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kahuna

01:44PM | 07/23/04
Member Since: 07/22/04
3 lifetime posts
Bvplumbing
I'm remodeling my garage bathroom from a 1/2 to full (adding a shower). I've had several plumbers come by to give me an estimate on connecting the water supply & drains. I thought it would be an easy task since I've already broken the concrete slab for them & the main stack is located just a couple of feet from the existing sink & toilet. But they're saying it's a major project because there's no existing vent pipe & one of the bedrooms is on the floor above, so they would have to get creative in running this to the roof. My questions are (1)There doesn't seem to be any vent pipe now, so why put one i? The laundry room is adjacent to this bathroom wall & there's no vent pipe there either; (2)Can the pipe be bent to run horizonatlly across the garage, to an exterior wall & up to the roof w/o breaking thru my bedroom; (3) Are the sewere fumes that bad or can the pipe just poke thru the house w/o being run up to the roof?

Thanks in advance for your response.

erkinator

08:13AM | 08/31/04
Member Since: 07/28/04
60 lifetime posts
you should always realize that when water goes down the drain it also needs air to help it go down properly.If there are no plumbing fixtures above this area I suggest to them in using a Studor vent system.This is an in wall or under cabinet venting system used in many log homes.This system has been around for 10 years or so.If they never heard of it then they are looking to take extra money out of your wallet.

LonnythePlumber

08:44PM | 08/31/04
1. Sewer Fumes are bad. Methane. In Wichita we had a house blow up about six months ago from a faulty septic system filling the house with fumes and exploding.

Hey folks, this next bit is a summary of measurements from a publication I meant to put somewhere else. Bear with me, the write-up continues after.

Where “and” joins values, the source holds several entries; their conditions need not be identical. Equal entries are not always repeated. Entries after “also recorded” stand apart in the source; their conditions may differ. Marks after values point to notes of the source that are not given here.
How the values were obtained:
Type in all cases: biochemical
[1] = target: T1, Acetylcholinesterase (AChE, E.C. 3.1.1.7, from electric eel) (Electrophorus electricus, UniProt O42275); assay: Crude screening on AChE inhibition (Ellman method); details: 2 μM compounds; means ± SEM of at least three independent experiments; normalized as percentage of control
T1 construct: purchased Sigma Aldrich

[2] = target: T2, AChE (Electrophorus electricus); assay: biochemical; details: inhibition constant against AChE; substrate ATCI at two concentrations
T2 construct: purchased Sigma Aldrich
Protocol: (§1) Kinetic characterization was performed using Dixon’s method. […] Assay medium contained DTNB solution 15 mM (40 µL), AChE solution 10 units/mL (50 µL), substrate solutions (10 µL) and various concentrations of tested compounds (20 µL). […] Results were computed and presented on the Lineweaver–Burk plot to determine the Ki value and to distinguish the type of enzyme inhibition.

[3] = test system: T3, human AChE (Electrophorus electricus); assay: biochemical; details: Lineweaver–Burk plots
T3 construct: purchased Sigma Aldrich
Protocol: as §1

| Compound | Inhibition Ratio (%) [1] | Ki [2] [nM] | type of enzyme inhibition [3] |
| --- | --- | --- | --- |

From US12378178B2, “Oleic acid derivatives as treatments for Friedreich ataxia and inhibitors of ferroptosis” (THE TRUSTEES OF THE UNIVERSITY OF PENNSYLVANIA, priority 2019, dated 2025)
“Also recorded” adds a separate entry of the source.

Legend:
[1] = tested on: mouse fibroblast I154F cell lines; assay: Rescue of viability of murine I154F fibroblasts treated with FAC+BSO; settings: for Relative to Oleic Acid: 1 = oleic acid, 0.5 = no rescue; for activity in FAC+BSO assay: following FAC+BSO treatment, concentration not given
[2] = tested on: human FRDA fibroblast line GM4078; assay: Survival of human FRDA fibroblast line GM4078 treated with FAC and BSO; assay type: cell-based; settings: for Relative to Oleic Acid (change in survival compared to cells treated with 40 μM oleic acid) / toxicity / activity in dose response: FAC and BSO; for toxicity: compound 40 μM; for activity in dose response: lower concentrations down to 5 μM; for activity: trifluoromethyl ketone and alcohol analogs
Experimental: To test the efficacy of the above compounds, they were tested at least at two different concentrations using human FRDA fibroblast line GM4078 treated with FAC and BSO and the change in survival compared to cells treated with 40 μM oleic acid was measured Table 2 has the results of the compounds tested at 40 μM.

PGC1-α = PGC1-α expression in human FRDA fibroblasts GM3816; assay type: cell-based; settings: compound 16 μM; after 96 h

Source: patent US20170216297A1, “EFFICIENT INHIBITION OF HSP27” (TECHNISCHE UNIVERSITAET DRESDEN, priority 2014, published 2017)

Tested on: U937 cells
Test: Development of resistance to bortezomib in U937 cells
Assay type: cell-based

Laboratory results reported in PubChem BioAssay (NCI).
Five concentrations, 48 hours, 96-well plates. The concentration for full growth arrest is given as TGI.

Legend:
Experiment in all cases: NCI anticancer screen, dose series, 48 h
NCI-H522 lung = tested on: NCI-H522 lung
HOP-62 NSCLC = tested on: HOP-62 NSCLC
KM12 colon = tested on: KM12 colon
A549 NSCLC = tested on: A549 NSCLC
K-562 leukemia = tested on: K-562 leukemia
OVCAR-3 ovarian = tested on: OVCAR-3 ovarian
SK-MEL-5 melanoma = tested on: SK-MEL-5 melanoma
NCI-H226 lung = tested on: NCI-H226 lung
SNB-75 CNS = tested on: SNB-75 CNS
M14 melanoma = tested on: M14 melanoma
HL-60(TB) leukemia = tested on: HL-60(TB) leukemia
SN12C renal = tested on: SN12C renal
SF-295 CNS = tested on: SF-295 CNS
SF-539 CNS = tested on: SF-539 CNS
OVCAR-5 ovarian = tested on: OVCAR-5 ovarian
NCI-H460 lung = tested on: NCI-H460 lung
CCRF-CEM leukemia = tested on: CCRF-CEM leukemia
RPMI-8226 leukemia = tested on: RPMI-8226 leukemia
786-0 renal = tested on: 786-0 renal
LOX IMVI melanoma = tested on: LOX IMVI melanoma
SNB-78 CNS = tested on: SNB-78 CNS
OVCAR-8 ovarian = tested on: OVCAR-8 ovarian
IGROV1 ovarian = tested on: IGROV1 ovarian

2. Venting is often the hardest in projects where you are adding facilities. A vent to the open air allows the drain to breath. Without a vent it is like turning a pop bottle upside down. It will get out but you get a lot of problems.

3. Air Admittance Valves have traditionally only been approved for use in rare instances by the administrative authority. They only let air go one way, they have to be replaced and you don't get the best drainage. I consider it an honesty for a licensed plumber not to try to get away with installing an AAV instead of a real vent. If you did that to a customer in my jurisdiction you would receive a fine and sometimes go to court or before our plumbing board.

4. Your idea of running across the basement seems workable on the face of it. The Uniform Plumbing Code permits a 2" vent to have a total length of 120 feet of which 40 may be horizontal.


kahuna

06:08PM | 09/04/04
Member Since: 07/22/04
3 lifetime posts
Here's a thought. Since the main stack is located just a few feet from the sink & toilet, and that vents through the roof, can't I just tie the vent for sink & toilet into that?

LonnythePlumber

08:33AM | 09/05/04
You can tie your vent into a vent. If you tie your vent into a drain then you can get upstairs poop in your downstairs fixtures. Some don't like that.

A vent generally doesn't begin until above the top fixture in a structure. I presume this stack is the drain for some fixtures on the floor above the bedroom. You would need to tie your vent in 6" above the flood level rim of the fixture on the top floor. A kitchen sink is usually 36" above the floor so you tie your vent in at 42".

I'm surprised the basement toilet and washing machine worked okay without a seperate vent.

I believe I would give you the same speech your local plumbers are. The best most reliable system is to remove wallboard in the room above and pull the toilet or sink on the top floor to tie in there. Some put the pipe in a corner of the bedroom and paint it or close it in.

In adding a basement bathroom in this situation, adding the vent probably would have cost more than drain and water so they left it out because it would have stopped the job.

Since you broke your own concrete you are likely to come up with a good plan to get a real vent installed.

kahuna

09:11AM | 12/08/04
Member Since: 07/22/04
3 lifetime posts
How about running the vent outside of the house, along the wall, to the roof? It would be the back of the house, so wouldn't be too noticeable & easier than going through the floors of my house.
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